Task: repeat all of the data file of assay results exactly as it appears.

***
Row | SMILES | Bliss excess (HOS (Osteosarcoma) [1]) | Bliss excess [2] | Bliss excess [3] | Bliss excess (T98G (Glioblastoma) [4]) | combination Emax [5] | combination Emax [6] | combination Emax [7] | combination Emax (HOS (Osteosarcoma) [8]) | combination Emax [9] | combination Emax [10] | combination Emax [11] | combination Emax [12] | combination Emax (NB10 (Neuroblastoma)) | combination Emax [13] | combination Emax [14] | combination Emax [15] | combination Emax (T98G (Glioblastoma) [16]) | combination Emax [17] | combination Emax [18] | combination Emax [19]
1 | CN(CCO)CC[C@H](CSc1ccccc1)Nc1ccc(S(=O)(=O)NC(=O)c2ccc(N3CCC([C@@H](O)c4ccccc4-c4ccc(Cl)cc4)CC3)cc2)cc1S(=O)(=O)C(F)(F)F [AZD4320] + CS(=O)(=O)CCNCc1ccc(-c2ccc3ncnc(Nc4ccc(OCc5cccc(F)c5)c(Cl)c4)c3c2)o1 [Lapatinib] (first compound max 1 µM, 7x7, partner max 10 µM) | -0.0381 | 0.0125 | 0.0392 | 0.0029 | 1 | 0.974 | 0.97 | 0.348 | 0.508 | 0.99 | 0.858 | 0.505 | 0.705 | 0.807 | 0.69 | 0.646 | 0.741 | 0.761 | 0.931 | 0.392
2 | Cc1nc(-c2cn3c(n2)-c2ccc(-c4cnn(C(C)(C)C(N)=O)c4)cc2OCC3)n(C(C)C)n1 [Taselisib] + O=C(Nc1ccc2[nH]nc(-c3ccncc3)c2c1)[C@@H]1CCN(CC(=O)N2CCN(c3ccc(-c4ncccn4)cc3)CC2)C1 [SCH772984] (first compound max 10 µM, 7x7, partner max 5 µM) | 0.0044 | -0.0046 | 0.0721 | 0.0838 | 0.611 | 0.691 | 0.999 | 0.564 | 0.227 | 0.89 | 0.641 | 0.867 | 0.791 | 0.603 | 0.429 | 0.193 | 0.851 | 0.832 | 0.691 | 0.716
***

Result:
Row | SMILES | Bliss excess (HOS (Osteosarcoma) [1]) | Bliss excess [2] | Bliss excess [3] | Bliss excess (T98G (Glioblastoma) [4]) | combination Emax [5] | combination Emax [6] | combination Emax [7] | combination Emax (HOS (Osteosarcoma) [8]) | combination Emax [9] | combination Emax [10] | combination Emax [11] | combination Emax [12] | combination Emax (NB10 (Neuroblastoma)) | combination Emax [13] | combination Emax [14] | combination Emax [15] | combination Emax (T98G (Glioblastoma) [16]) | combination Emax [17] | combination Emax [18] | combination Emax [19]
1 | CN(CCO)CC[C@H](CSc1ccccc1)Nc1ccc(S(=O)(=O)NC(=O)c2ccc(N3CCC([C@@H](O)c4ccccc4-c4ccc(Cl)cc4)CC3)cc2)cc1S(=O)(=O)C(F)(F)F [AZD4320] + CS(=O)(=O)CCNCc1ccc(-c2ccc3ncnc(Nc4ccc(OCc5cccc(F)c5)c(Cl)c4)c3c2)o1 [Lapatinib] (first compound max 1 µM, 7x7, partner max 10 µM) | -0.0381 | 0.0125 | 0.0392 | 0.0029 | 1 | 0.974 | 0.97 | 0.348 | 0.508 | 0.99 | 0.858 | 0.505 | 0.705 | 0.807 | 0.69 | 0.646 | 0.741 | 0.761 | 0.931 | 0.392
2 | Cc1nc(-c2cn3c(n2)-c2ccc(-c4cnn(C(C)(C)C(N)=O)c4)cc2OCC3)n(C(C)C)n1 [Taselisib] + O=C(Nc1ccc2[nH]nc(-c3ccncc3)c2c1)[C@@H]1CCN(CC(=O)N2CCN(c3ccc(-c4ncccn4)cc3)CC2)C1 [SCH772984] (first compound max 10 µM, 7x7, partner max 5 µM) | 0.0044 | -0.0046 | 0.0721 | 0.0838 | 0.611 | 0.691 | 0.999 | 0.564 | 0.227 | 0.89 | 0.641 | 0.867 | 0.791 | 0.603 | 0.429 | 0.193 | 0.851 | 0.832 | 0.691 | 0.716